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December 9, 2016
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April 12, 2000
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February 19, 1975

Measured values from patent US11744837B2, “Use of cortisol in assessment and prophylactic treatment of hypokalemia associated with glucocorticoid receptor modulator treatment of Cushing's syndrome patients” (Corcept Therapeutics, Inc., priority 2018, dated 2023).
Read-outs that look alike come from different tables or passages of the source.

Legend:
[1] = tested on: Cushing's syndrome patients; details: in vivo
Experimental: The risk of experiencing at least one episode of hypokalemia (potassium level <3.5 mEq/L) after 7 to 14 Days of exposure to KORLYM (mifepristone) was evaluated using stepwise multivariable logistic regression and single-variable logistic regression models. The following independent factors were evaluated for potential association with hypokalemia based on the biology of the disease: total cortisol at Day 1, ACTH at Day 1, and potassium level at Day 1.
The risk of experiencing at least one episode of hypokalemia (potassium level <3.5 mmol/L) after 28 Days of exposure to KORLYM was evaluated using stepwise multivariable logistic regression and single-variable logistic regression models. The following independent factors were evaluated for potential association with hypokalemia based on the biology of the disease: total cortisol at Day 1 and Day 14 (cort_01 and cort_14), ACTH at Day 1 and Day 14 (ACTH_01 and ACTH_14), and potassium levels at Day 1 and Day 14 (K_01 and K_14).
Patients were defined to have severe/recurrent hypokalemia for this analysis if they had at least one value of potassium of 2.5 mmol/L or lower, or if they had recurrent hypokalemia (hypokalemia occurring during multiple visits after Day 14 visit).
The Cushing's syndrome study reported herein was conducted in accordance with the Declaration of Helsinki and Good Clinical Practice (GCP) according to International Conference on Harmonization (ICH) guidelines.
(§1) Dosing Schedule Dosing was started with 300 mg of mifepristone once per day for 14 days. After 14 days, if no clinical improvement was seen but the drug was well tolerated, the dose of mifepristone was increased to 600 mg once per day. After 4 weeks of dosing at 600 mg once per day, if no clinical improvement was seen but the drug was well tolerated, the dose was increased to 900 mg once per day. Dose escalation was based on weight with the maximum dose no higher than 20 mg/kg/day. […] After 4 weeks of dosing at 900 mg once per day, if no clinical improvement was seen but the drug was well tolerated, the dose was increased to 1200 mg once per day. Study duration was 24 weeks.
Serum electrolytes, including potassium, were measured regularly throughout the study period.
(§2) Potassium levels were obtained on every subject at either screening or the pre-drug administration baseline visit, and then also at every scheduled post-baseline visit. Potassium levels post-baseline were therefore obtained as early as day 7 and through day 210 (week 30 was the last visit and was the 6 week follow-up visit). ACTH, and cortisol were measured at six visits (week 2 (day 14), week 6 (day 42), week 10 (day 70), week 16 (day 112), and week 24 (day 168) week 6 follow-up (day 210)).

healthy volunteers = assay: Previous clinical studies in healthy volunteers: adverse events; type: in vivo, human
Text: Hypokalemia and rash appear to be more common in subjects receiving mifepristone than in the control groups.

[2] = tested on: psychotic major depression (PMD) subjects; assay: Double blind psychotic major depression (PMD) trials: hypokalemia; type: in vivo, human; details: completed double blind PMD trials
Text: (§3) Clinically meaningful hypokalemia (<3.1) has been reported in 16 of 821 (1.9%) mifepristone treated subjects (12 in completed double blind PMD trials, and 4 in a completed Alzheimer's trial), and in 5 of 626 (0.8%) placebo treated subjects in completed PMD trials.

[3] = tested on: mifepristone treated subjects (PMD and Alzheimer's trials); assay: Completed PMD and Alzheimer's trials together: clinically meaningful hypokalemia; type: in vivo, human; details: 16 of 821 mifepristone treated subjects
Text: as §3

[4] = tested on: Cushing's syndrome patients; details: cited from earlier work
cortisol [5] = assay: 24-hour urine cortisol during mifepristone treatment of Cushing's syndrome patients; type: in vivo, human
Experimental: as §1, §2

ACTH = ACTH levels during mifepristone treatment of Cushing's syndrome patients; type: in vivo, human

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Approved For Release 2002/05/01 : CIA-RDP83B00823R000700040030-4 CENTRAL INTELLIGENCE AGENCY 19 February 1975 NOTE TO: AD HOC PANEL OF THE USIB Attached herewith is a draft statement which Mr. Colby plans to give before the Defense Subcommittee of the House Appro- priations Committee on the 20th of February. While this statement deals primarily with CIA, I wanted the members of the Ad Hoc Group to have it since we anticipate its presentation will be in open session. The Defense Subcom- mittee-has received 100 copies for distribution. Copies have been provided to Secretary Schlesinger and Tom Latimer directly and their changes have been incorporated. 17A s so ciate Deputy to the DCI !//~ for the Intelligence Community cc: DIA Army Air Forae Navy SAFSS Approved For Release 2002/05/01 : CIA-RDP83B00823R000700040036-4 . 25X1A_ Approved For Release 2002/05/01 : C1A iDP83B00823R000700040030-4 Statement W.E. Colby Director of Central Intelligence Before Defense Subcommittee of the House Appropriations Committee February 20, 1975 Approved For Release 2002/05/01 : CIA-RDP83B00823R000700040030-4 Approved For Release 2002/05/01 : CIA-RDP83B00823R000700040030-4 Mr. Chairman: Our national intelligence agency, the CIA, is the object of great attention and concern. A series of serious allegations have been made by the press and other critics about our operations and activities. At the same time, a number of responsible Americans are concerned that a degree of hysteria can develop that will result in serious damage to our country's essential intelligence work by throwing the baby out with the bath water. There is equally serious concern within the CIA itself as to whether its personnel can continue to make their important contribution to our country or will be the target of ex post facto sensationalism and recrimination for actions taken at earlier times under a different atmosphere than today's. I welcome this opportunity to describe the im- portance of our intelligence, how it works and what it does, and the small extent to which its activities may in past years have come close to or even over- stepped proper bounds. We certainly make no claim that nothing improper occurred, but we do think it important that such incidents be given only their proper proportion. Approved For Release 2002/05/01 : CIA-RDP83B00823R000700040030-4 Approved For Release 2002/05/01 : CIA-RDP83B00823R000700040030-4 It would perhaps be useful, Mr. Chairman, to start by reviewing some of the allegations made recently about the CIA. The leading charge was that, in direct violation of its charter, CIA conducted a "massive illegal domestic intelligence operation" against the anti- Vietnam war and other dissident elements in recent years. In my testimony to the Senate Appropriations and Armed Services Committees, on 15 and 16 January, I flatly denied this allegation. I pointed out that CIA instead had conducted a counterintelligence operation directed at possible foreign links to American dissidents, under the authority of the National Security Act and the National Security Council Intelligence Directives which govern its activities and in response to Presidential concern over this possibility. Thus this operation was neither massive, illegal, nor domestic, as alleged. The same allegations stated that "dozens of other illegal activities," including break-ins, wire tapping, and surreptitious inspection of mail, were undertaken by members of the CIA in the United States beginning in the 1950's. Again I Approved For Release 2002/05/01 : CIA-RDP83B00823R000700040030-4 Approved For Release 2002/05/01 : CIA-RDP83B00823R000700040030-4 reported to the Senate Appropriations and Armed Services Committees a few such activities that in fact occurred. I pointed out that most such actions were taken under the general charge of the National Security Act on the Director of Central Intelligence to protect intelligence sources and methods against unauthorized dis- closure. Whether or not they were appropriate, there are very few institutions in or out of Government which in a 27-year history do not on occasion make a misstep, but in CIA's case such instances were few and far between and quite exceptional to the main thrust of its efforts. Another allegation given prominence was apparently based on the statements of an anonymous source who claimed that, while employed by the CIA in New York in the late 60s and early 70s, "he and other CIA agents had also participated in telephone wiretaps and break-ins" in the New York area. As I told the journalist involved before the story was printed, it does not bear any relation to CIA's actual activities in that area. Nor can we identify any former employee who answers to the journalist's description of Approved For Release 2002/05/01 : CIA-RDP83B00823R000700040030-4 Approved For Release 2002/05/01 : CIA-RDP83B00823R000700040030-4 his source. I fear that the journalist has been the victim of what we in the intelligence trade call a fabricator. Another published allegation was that CIA, through Agency-owned corporate structures organized to provide apparent sponsorship for its overseas operations, manages a "$200-million-a-year top- secret corporate empire" which could circumvent the will of Congress. This allegation is also false. CIA does maintain certain corporate support structures that are essential to conducting its operations and concealing CIA's role overseas. These activities are managed, however, in the most meticulous manner by CIA to ensure the safekeeping of the Government's investment, and to audit these activities to ensure that they stay within proper bounds. One individual continues to give national promi- nence to an allegation that CIA was somehow more in- volved in Watergate and its cover-up than has been demonstrated publicly. His lack of credibility Approved For Release 2002/05/01 : CIA-RDP83B00823R000700040030-4 Approved For Release 2002/05/01 : CIA-RDP83B00823R000700040030-4 should cause the charge to fall of its own weight, but in addition I believe the extensive investiga- tions made into this subject, and in particular the tapes most recently released, indicate that CIA's limited assistance in 1971 certainly had nothing to do with the Watergate in 1972, and that CIA was the institution that said "No" to the cover-up rather than be involved in it. There are also a number of allegations of im- proper CIA relationships with domestic police forces. The facts are that CIA maintained friendly liaison relationships with a number of police forces for assistance in CIA's mission of investigating its applicants, contractors, and similar contacts. These relationships from time to time included various mutual courtesies which have been warped into allegations of improper CIA manipulation of these police forces for domestic purposes. These allegations are false. Since the 1973 legislation barring any CIA assistance to the Law Enforcement Assistance Administration, CIA has terminated any assistance 'to the LEAA and in compliance with the spirit as well as the letter of that particular law has terminated any assistance to local police forces as well. Approved For Release 2002/05/01 : CIA-RDP83B00823R000700040030-4 Approved For Release 2002/05/01 : CIA-RDP83B00823R000700040030-4 One charge stems from a dangerous misunder- standing of the true nature of the modern intel- ligence process. CIA invited several U.S. industrial firms to bid on a contract to study new foreign developments in transportation technology. This has been alleged to constitute a program to spy on our closest allies. In truth, of course, it is nothing of the kind. The prospective contractor was only expected to conduct open research and ' analyze information made available to him. Intel- ligence work today includes analysis as one of its major elements. It is no longer synonymous with spying. Mr. Chairman, these exaggerations and misrepre- sentations of CIA's activities can do irreparable. harm to our national intelligence apparatus and if carried to the extreme could blindfold our country as it looks abroad. To this Committee I of course need not stress the importance of our intelligence work to our defense. May I only remind you that our intelligence must not only tell us what threats we face today but also what threats are on the drawing boards or in the research laboratories of potential enemies that might threaten us some years hence. Approved For Release 2002/05/01 : CIA-RDP83B00823R000700040030-4 Approved For Release 2002/05/01 : CIA-RDP83B00823R000700040030-4 This Committee is well aware of the contribution intelligence makes to decisions about defense levels. I would also like to remind you of its contribution to the Strategic Arms Limitation and similar treaties. Such agreements help reduce the need for the heavy expense of arms. I would like to stress another aspect of intelligence today -- its contribution to peace- keeping. Aside from its assistance to our ability to make treaties to reduce tensions between us and other nations, it has on occasion provided our Government information with which it has been able to convince other nations not to initiate hositilities against their neighbors. This peace- keeping role can grow in importance as our intelli- gence coverage improves. Correspondingly, it can decline if our intelligence machinery is made ineffectual through irresponsible exposure or ill-founded exaggeration. Mr. Chairman, CIA does carry out some of its activities within the United States. About three- fourths of its employees live and work in this country. Most are in the Washington Metropolitan Area, performing analysis, staff direction, Approved For Release 2002/05/01 : CIA-RDP83B00823R000700040030-4 Approved For Release 2002/05/01 : CIA-RDP83B00823R000700040030-4 administrative support and Headquarters activities. About ten percent of CIA's employees work in the United States outside the Headquarters area. They perform support functions that must be done in the United States, such as personnel recruitment Approved For Release 2002/05/01 : CIA-RDP83B00823R000700040030-4 25X9 Approved For Release 2002/05/01 : CIA-RDP83B00823R000700040030-4 Approved For Release 2002/05/01 : CIA-RDP83B00823R000700040030-4 Approved For Release 2002/05/01 : CIA-RDP83B00823R000700040030-4 Another responsibility of the Office of Security is the investigation of unauthorized disclosures of classified intelligence. This function stems from my responsibility under the National Security Act to protect intelligence sources and methods against unauthorized disclosure. Thus the Office of Security would prepare a damage assessment and endeavor to determine the source of a leak so that we could take corrective action. Mr. Chairman, CIA conducts a broad program of research and development, largely through contracts with U.S. industrial firms and research institutes. In many such contracts, CIA sponsorship of the project must be hidden from many of the individuals working on the program itself. This was the case in the development of the U-2 aircraft, for example, so that the ultimate purpose of the aircraft, to fly over hostile territory for photographic purposes, would not be known beyond the necessary small circle rather than by the entire'work forrP Approved For Release 2002/05/01 : CIA-RDP83B00823R000700040030-4 25X1A Ilk Approved For Release 2002/05/01 : CIA-RDP83B00823R000700040030-4 Approved For Release 2002/05/01 : CIA-RDP83B00823R000700040030-4 Approved For Release 2002/05/01 : CIA-RDP83B00823R000700040030-4 In addition to these direct activities, the Agency has cooperated and collaborated with a number of governmental elements in the United States. This begins with the extensive collaboration and coordination with the other elements of the Intelligence community, such as the Department of Defense and the Federal Bureau of Investigation. These joint activities are ones in which it is proper for one Government agency to assist another within the principles established by the Economy Act. As I noted at the outset, an example of this was the counterintelligence program conducted during recent years, in which CIA focused on the question of whether foreign manipulation or support was going to'American dissident elements from abroad. The research and development of some of the complex technical equipment required for intelligence is in 12 Approved For Release 2002/05/01 : CIA-RDP83B00823R000700040030-4 Approved For Release 2002/05/01 : CIA-RDP83B00823R000700040030-4 many cases conducted jointly by the Department of Defense and CIA, as the resulting flow of information will be of value to both. Similarly, there is an exchange of trainees with various Government agencies, both to improve the breadth of knowledge of the CIA trainees and to orient trainees from other agencies on the role of intelligence in American foreign policy. As I noted earlier, in the course of these various activities, there have been occasions when CIA may have exceeded its proper bounds. I have outlined a number of these in my report to the Senate Appropriations Committee, a copy of which I submit herewith for your record, along with some changes in detail which have come out of our con- tinuing investigation. I think it important to make three points with respect to any such events: 1. They were undertaken in the belief that they fell within the Agency's charter to collect foreign intelligence or to pro- tect intelligence sources and methods. 2. The Agency has held and adhered to the principle that its responsibilities lie in the field of foreign intelligence and not domestic intelligence, and any of the above activities were believed to have been related to foreign intelligence. Approved For Release 2002/05/01 : CIA-RDP83B00823R000700040030-4 Approved For Release 2002/05/01 : CIA-RDP83B00823R000700040030-4 3. Any missteps by CIA were few and far between, have been corrected, and in no way justify the outcry which has been raised against CIA. Mr. Chairman, in May 1973 Director Schlesinger issued a notice to all CIA employees instructing and inviting them to report to him or to the Inspector General any matter in CIA's history which they deemed questionable under CIA's charter. This instruction has been made a matter of regulation within CIA and is brought to the attention of each employee once a year. As a result of the May 1973 memorandum, various incidents were collected and brought to the attention of the,Chairman of the House and the Acting Chairman of the Senate Armed Services Committees. They were then used as the basis of a very specific series of internal instructions issued in August 1973 directing the termination, modification, or other appropriate action with respect to such incidents in order to ensure that CIA remains within its proper charter. These instructions have been carried out and are periodically reviewed to ensure continued compliance. It appears that some version of these matters came to the attention of the New York Times reporter Approved For Release 2002/05/01 : CIA-RDP83B00823R000700040030-4 Approved For Release 2002/05/01 : CIA-RDP83B00823R000700040030-4 who wrote the article of December 22, 1974. A day or two before the article appeared, he con- tacted me stating he had obtained information of great importance indicating that CIA had engaged in a massive domestic intelligence activity, including wiretaps, break-ins, and a variety of other actions. In response to his request, i met with him and explained to him that he had mixed and magnified two separate subjects, i.e., the foreign counterintelligence effort properly con- ducted by CIA and those few activities that the Agency's own investigation had revealed and termi- nated in 1973. He obviously did not accept my ex- planation and, instead, alleged that CIA had con- ducted a "massive illegal domestic intelligence operation." I am confident that the investigations of the President's Commission and the Select Com- mittees will verify the accuracy of my version of these events. I also believe that any serious re- view of my report to the Senate Appropriations Com- mittee will show that I essentially denied his version rather than confirmed it as some have alleged. The sensational atmosphere surrounding intelligence, however, encourages oversimplication and disproportionate stress on a few missteps rather than on the high quality of CIA's basic work. Approved For Release 2002/05/01 : CIA-RDP83B00823R000700040030-4 Approved For Release 2002/05/01 : CIA-RDP83B00823R000700040030-4 Mr. Chairman, these last two months have placed American intelligence in danger. The almost hysterical excitement that surrounds any news story mentioning CIA, or referring even to a perfectly legitimate activity of CIA, has raised the question whether secret intelligence operations can be conducted by the United States. A number of the intelligence services abroad with which CIA works have expressed concern over its situation and over the fate of the sensitive information they provide to us. A number of our individual agents abroad are deeply worried that their names might be revealed with resultant danger to their lives as well as their livelihoods. A number of Americans who have collaborated with CIA as a patriotic contribution to their country are deeply concerned that their reputations will be besmirched and their businesses ruined by sensational misrepresentation of this association. And our own employees are torn between the sensational allegations of CIA misdeeds and their own knowledge that they served their nation during critical times in the best way they knew how. I believe it a time for a review of what this nation needs and wants in the field of intelligence and the determination therefrom of how, and con- sequently whether, American intelligence will Approved For Release 2002/05/01 : CIA-RDP83B00823R000700040030-4 Approved For Release 2002/05/01 : CIA-RDP83B00823R0007000400 operate. In this process, I believe four things are necessary. First, it is essential that a sober and res- ponsible review of our intelligence apparatus take place. By reason of the sensitivity of some of these matters, it is essential that it be conducted without a sequence of sensational allegations and exposures. I am sure that the responsible members of the President's Commission and of the Select Committees will take this approach. Second, the inquiries must be conducted in a manner that protects the secrecy of these sensitive matters after as well as during the investigations. For this reason, I am recommending to the investigating bodies, and the President's Commission has already accepted, arrangements for the physical security of the material to be developed, secrecy agreements for the staffs similar to those utilized by the Intelligence Community and recently ratified by the Fourth Y Circuit Court of Appeals, and arrange- ments for compartmentation of the different levels of sensitivity of the information to be provided. There must not only be no exposure of our most sensitive material, such as the names of our agents and collaborators and the specifics of our sensitive technical machinery, there must not even be a risk that this occur. roved For Release 2002/05/01 : CIA-RDP83B00823R000700040030-4 Approved For Release 2002/05/01 : CIA-RDP83B00823R000700040030-4 Third, I look forward to clarification from these inquiries of the proper authority and limitations of American intelligence. For example, in my confirmation hearing I suggested the addition of the word "foreign" before the word "intelligence" whenever it appears in the National Security Act referring to CIA, to make crystal clear its function. I also expect that the arrangements for authorization and oversight of the operations of CIA and the Intelligence Community will be reviewed and clarified wherever necessary. But in the establishment of these new rules, it will be essential to include arrangements for their modification, as the rules of 1975 may be no better fitted for the problems our nation will face in 1990 than those of 1947 may be considered by some for 1975. Fourth, I believe it essential to improve our tools to protect those secrets necessary to the suc- cess of American intelligence and even the conduct of foreign policy. I am charged by the National Security Act with the protection of intelligence sources and methods from unauthorized disclosure. If there is to be no gray area in this charge, I believe it essential that the tools to carry it out be plainly identified and adequate. Today they include our screening and orientation Approved For Release 2002/05/01 : CIA-RDP83B00823R000700040030-4 Approved For Release 2002/05/01 : CIA-RDP83B00823R000700040030-4 process, our physical arrangements to protect our material, and the secrecy agreement we require of our employees. But intelligence sources and methods do not have the kind of protection provided by the criminal penalties that apply to the unauthorized revelation of income tax returns, census returns, and cotton statistics. One of our ex-employees has recently published a book abroad, where he is out of range of our injunction process, in which he claims to reveal the name of every individual, American and foreign, that he could remember working with, acknowledging the "important encouragement" of the Communist Party of Cuba in writing the book. I believe it absurd for anyone to be immune from criminal prosecution for such an act. Mr. Chairman, I thank you for this opportunity to speak publicly about the serious situation of American intelligence today. This is a matter that concerns not only us in the Intelligence Community, and our critics, but our entire nation. American intelligence today, thanks to the dedicated work of thousands of professionals, and in particular my predecessors in this post, has improved in quality to a .degree undreamed of a few decades ago. Thanks to it, our Government's policymakers can draw on Approved For Release 2002/05/01 : CIA-RDP83B00823R000700040030-4 Approved For Release 2002/05/01 : CIA-RDP83B00823R000700040030-4 factual information and reasoned analysis in cases where until recently they had to rely only on hunches, circumstantial evidence, and cautious hopes. It is not only helping our Government to be better informed about the complex world in which we live, it is also serving the Congress and the people to help them play their full role in American decisionmaking. During 1974, for example, CIA alone appeared before 17 Congressional com- mittees or subcommittees on 48 occasions and had substantive discussions on foreign developments with journalists on some 600 occasions. As public understanding of the real nature of modern intelligence grows, I am confident that there will be an equal growth in public support of its necessities, including the fact that its details cannot be exposed to the bright glare of publicity or irresponsible exaggeration. With this, I believe 1975 can mark the year in which America reaffirmed the need for intelligence to protect itself and to maintain world peace, and replaced the sensa- -tional, romantic, but outdated intelligence image of the mystery writers with a mature understanding of the modern intelligence process. Intelligence is still an exciting profession, but in the intellectual and technological sense, not just the physical. Approved For Release 2002/05/01 : CIA-RDP83B00823R000700040030-4